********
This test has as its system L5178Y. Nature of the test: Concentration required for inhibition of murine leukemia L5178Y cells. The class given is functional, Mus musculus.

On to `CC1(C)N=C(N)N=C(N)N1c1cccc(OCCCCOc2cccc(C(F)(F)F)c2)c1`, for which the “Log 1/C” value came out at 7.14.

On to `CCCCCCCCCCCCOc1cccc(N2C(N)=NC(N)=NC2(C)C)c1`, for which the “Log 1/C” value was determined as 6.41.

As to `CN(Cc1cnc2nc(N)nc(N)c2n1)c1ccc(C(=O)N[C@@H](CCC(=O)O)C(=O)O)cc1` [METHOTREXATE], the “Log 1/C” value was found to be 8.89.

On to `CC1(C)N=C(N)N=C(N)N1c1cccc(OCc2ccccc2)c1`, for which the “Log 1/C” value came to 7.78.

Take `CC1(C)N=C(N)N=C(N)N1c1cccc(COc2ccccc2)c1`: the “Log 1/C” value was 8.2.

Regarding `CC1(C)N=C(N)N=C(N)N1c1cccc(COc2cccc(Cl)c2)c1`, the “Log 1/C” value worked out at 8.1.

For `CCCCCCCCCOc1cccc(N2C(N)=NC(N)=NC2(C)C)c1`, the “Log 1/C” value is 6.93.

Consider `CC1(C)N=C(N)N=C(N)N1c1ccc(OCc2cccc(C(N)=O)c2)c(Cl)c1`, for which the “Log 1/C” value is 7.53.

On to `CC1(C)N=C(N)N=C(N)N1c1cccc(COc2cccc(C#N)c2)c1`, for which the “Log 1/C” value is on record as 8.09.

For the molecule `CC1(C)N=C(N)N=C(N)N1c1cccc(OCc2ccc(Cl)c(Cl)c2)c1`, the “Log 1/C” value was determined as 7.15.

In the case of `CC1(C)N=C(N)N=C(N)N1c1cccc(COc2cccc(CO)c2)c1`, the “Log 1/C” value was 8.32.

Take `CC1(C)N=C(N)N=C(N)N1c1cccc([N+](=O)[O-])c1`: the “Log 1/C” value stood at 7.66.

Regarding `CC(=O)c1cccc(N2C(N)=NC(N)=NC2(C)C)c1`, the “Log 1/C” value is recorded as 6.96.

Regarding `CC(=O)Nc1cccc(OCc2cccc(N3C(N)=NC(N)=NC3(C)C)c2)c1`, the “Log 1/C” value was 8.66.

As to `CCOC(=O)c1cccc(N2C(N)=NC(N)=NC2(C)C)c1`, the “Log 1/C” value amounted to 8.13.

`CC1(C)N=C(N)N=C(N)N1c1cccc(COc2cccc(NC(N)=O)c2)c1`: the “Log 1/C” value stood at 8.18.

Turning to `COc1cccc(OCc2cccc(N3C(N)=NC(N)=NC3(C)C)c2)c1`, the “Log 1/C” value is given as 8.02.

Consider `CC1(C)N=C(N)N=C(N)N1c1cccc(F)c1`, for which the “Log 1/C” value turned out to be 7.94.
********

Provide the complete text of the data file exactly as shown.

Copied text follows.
This test has as its system L5178Y. Nature of the test: Concentration required for inhibition of murine leukemia L5178Y cells. The class given is functional, Mus musculus.

On to `CC1(C)N=C(N)N=C(N)N1c1cccc(OCCCCOc2cccc(C(F)(F)F)c2)c1`, for which the “Log 1/C” value came out at 7.14.

On to `CCCCCCCCCCCCOc1cccc(N2C(N)=NC(N)=NC2(C)C)c1`, for which the “Log 1/C” value was determined as 6.41.

As to `CN(Cc1cnc2nc(N)nc(N)c2n1)c1ccc(C(=O)N[C@@H](CCC(=O)O)C(=O)O)cc1` [METHOTREXATE], the “Log 1/C” value was found to be 8.89.

On to `CC1(C)N=C(N)N=C(N)N1c1cccc(OCc2ccccc2)c1`, for which the “Log 1/C” value came to 7.78.

Take `CC1(C)N=C(N)N=C(N)N1c1cccc(COc2ccccc2)c1`: the “Log 1/C” value was 8.2.

Regarding `CC1(C)N=C(N)N=C(N)N1c1cccc(COc2cccc(Cl)c2)c1`, the “Log 1/C” value worked out at 8.1.

For `CCCCCCCCCOc1cccc(N2C(N)=NC(N)=NC2(C)C)c1`, the “Log 1/C” value is 6.93.

Consider `CC1(C)N=C(N)N=C(N)N1c1ccc(OCc2cccc(C(N)=O)c2)c(Cl)c1`, for which the “Log 1/C” value is 7.53.

On to `CC1(C)N=C(N)N=C(N)N1c1cccc(COc2cccc(C#N)c2)c1`, for which the “Log 1/C” value is on record as 8.09.

For the molecule `CC1(C)N=C(N)N=C(N)N1c1cccc(OCc2ccc(Cl)c(Cl)c2)c1`, the “Log 1/C” value was determined as 7.15.

In the case of `CC1(C)N=C(N)N=C(N)N1c1cccc(COc2cccc(CO)c2)c1`, the “Log 1/C” value was 8.32.

Take `CC1(C)N=C(N)N=C(N)N1c1cccc([N+](=O)[O-])c1`: the “Log 1/C” value stood at 7.66.

Regarding `CC(=O)c1cccc(N2C(N)=NC(N)=NC2(C)C)c1`, the “Log 1/C” value is recorded as 6.96.

Regarding `CC(=O)Nc1cccc(OCc2cccc(N3C(N)=NC(N)=NC3(C)C)c2)c1`, the “Log 1/C” value was 8.66.

As to `CCOC(=O)c1cccc(N2C(N)=NC(N)=NC2(C)C)c1`, the “Log 1/C” value amounted to 8.13.

`CC1(C)N=C(N)N=C(N)N1c1cccc(COc2cccc(NC(N)=O)c2)c1`: the “Log 1/C” value stood at 8.18.

Turning to `COc1cccc(OCc2cccc(N3C(N)=NC(N)=NC3(C)C)c2)c1`, the “Log 1/C” value is given as 8.02.

Consider `CC1(C)N=C(N)N=C(N)N1c1cccc(F)c1`, for which the “Log 1/C” value turned out to be 7.94.